Eradicating Guinea worm disease

February 2005 to January 2010

Guinea worm disease, caused by a water-borne parasite, is a painful and debilitating illness and can seriously impact the long-term health of those who contract it. In Ghana, one of the countries where the disease is most prevalent, the national government and its development partners have embarked on a massive drive to raise funds and undertake activities to eradicate the disease.

Approach

Over five years the Conrad N. Hilton Foundation engaged in the Guinea Worm Eradication Program, a collaborative effort with partners including the Ghana Health Service and The Carter Center. The Guinea Worm Inter-Agency Coordinating Committee facilitated partners’ interventions and other contributions toward the effort in Ghana. To ensure optimum results, the project was leveraged by the Integrated Guinea Worm Eradication Program, which pursues eradication of the disease by improving the safety of the water supply and by achieving changes in sanitation and hygiene behaviors in Ghana’s Northern Region.

In addition, the Foundation supports safe water through the West Africa Water Initiative (WAWI) and has awarded more than $3.3 million in grants aimed at eradicating Guinea worm disease in areas of Ghana that fall outside of the WAWI-targeted region.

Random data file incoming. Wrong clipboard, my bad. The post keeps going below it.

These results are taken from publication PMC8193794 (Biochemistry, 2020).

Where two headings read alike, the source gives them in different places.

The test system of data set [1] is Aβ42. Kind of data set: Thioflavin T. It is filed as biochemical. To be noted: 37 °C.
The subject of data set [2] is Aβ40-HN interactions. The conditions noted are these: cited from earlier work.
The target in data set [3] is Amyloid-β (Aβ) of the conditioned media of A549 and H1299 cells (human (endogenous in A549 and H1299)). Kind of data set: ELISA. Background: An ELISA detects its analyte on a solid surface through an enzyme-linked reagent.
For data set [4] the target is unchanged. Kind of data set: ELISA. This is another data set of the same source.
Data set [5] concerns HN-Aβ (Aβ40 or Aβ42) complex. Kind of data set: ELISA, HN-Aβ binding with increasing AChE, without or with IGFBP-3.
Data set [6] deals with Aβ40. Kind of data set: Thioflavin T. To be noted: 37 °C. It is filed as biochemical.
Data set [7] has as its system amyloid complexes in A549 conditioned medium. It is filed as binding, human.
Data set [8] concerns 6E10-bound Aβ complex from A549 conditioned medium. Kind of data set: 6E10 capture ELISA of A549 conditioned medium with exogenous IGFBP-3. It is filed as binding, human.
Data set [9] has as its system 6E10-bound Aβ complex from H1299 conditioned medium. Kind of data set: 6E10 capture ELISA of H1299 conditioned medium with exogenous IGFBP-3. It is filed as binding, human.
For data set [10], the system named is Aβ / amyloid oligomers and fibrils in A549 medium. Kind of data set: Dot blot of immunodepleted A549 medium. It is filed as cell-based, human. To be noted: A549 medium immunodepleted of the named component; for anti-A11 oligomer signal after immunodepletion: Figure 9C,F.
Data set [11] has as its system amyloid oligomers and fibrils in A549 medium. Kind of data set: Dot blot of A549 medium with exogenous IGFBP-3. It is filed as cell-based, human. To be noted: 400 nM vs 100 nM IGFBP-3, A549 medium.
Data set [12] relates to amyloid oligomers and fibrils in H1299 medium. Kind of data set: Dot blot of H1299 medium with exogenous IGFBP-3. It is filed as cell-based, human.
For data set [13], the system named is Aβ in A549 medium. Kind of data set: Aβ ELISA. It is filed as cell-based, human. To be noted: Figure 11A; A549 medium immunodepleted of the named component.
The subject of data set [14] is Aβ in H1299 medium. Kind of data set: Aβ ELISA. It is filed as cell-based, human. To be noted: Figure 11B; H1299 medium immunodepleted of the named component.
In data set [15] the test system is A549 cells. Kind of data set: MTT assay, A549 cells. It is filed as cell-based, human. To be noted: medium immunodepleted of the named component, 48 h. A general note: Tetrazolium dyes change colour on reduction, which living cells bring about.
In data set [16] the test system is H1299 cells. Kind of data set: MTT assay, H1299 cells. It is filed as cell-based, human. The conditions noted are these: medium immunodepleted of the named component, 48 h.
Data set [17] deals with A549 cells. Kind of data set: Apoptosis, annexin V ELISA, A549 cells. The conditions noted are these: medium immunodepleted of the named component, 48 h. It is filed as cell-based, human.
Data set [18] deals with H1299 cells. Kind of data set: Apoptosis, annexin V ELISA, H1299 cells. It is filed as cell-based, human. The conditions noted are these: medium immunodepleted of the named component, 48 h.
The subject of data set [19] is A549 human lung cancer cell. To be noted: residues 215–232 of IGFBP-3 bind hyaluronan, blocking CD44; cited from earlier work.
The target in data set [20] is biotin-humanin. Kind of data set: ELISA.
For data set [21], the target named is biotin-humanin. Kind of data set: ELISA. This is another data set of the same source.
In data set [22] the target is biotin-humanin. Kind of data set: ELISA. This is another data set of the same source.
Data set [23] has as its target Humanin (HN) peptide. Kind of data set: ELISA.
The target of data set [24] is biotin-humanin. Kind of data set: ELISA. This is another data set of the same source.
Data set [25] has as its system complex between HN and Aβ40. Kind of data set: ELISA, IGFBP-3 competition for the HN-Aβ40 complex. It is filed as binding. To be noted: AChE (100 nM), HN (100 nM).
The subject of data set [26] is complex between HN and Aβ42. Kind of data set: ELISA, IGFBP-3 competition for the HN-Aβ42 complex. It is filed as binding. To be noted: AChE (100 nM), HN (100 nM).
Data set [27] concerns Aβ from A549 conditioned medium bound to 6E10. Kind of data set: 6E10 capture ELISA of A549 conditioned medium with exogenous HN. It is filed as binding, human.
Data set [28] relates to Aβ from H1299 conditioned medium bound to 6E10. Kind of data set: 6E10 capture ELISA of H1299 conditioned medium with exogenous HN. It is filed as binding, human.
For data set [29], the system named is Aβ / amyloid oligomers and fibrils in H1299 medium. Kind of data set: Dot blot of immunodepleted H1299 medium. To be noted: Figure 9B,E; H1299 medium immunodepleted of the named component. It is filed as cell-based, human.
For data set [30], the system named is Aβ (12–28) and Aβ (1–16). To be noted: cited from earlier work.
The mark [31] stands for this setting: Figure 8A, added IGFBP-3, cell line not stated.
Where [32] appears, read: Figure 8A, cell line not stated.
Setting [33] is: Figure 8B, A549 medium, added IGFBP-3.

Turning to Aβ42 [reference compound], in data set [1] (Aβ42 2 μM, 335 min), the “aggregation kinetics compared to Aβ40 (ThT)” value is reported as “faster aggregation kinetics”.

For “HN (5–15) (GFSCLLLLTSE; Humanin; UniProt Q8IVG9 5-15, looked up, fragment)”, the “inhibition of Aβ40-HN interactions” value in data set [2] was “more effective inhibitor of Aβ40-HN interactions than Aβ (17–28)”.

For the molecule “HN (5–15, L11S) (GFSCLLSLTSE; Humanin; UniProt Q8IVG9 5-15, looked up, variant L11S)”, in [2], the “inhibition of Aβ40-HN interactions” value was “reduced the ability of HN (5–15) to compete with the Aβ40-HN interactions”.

Key Projects and Partners

UNICEF’s Guinea worm eradication efforts focus on drilling and repairing water boreholes, constructing rainwater tanks, and helping to ensure that Guinea worm eradication remains a priority on Ghana’s political agenda. To expedite the provision of safe water, Desert Research Institute is lending technical expertise, recommending locations for boreholes based on hydrogeological studies, maintaining a spatially referenced database, and assisting with the development of water quality assurance protocols.

The Carter Center is responsible for surveillance, hygiene education, community mobilization, the application of larvicide to water sources, and advocacy. President Carter’s February 2007 trip to Ghana brought increased political attention to the Guinea worm disease issue; as result, Ghana’s president appointed a special advisor for Guinea worm eradication, declared Guinea worm disease a national emergency, and pledged $1 million to its ministries to combat Guinea worm disease.

Results

  • Approximately 150,000 people in Guinea worm-endemic communities in Ghana have gained access to safe water through the drilling of new boreholes and the rehabilitation of existing damaged boreholes.
  • More than 100 Water and Sanitation Committees in Guinea worm-endemic communities have been formed and trained to manage the operation and maintenance of the water systems.
  • The incidence of Guinea worm disease has been reduced from more than 5,000 cases in 2003 to 242 cases in 2009.
  • High-level government and political officials have become involved in advocacy work to garner support to eradicate the disease.

Resources